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Henry Stallard was born in the last year of Queen Victoria's reign. The eldest of three brothers, he was christened Hyla Bristow Stallard. Not surprisingly, from his schooldays, he enjoyed more happily the name ‘Henry.’
Stallard went up to Gonville and Caius College, Cambridge in 1919 where his extraordinary talent as an athlete led to his becoming one of the greatest middle-distance runners that England has ever produced.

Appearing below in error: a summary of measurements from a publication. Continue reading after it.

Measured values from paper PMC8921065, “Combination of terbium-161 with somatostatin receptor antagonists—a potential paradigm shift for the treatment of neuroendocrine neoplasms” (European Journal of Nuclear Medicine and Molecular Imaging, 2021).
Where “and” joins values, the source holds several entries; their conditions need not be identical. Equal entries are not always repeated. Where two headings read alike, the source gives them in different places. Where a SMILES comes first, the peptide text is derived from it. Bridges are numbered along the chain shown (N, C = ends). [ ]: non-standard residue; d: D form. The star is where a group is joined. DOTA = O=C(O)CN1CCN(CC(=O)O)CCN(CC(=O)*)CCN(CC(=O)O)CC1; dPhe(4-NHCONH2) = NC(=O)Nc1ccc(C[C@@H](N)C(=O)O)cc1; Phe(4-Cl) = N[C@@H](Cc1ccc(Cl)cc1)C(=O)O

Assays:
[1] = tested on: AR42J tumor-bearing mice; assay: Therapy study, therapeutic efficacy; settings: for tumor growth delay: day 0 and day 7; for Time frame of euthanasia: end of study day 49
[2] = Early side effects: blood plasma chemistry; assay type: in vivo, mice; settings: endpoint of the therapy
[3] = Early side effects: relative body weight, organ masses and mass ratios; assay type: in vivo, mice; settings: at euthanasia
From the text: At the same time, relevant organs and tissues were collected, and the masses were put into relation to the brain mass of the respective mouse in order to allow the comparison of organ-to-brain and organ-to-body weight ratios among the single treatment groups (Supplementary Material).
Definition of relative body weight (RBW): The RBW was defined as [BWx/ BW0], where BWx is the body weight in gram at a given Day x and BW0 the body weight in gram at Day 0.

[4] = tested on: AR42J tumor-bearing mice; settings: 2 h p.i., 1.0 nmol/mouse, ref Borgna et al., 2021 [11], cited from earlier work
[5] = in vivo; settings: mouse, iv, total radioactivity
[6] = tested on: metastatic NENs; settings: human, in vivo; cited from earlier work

Slightly built, a lifelong non-smoker and virtual teetotaller, he trained intensively and always remained remarkably fit. In his sixties, he could be seen running in Hyde Park. In 1920, he was selected for the four-man team from Oxford and Cambridge which set a new world record by beating America in the 2-mile Pennsylvania Relay. For three successive years, Stallard won the mile for Cambridge against Oxford—a feat still unequalled—and he became the only athlete in British Amateur Athletics ever to win the mile, the half-mile and the quarter-mile. Little wonder then that he was chosen to run for Great Britain in the 800 and 1500 m races in …
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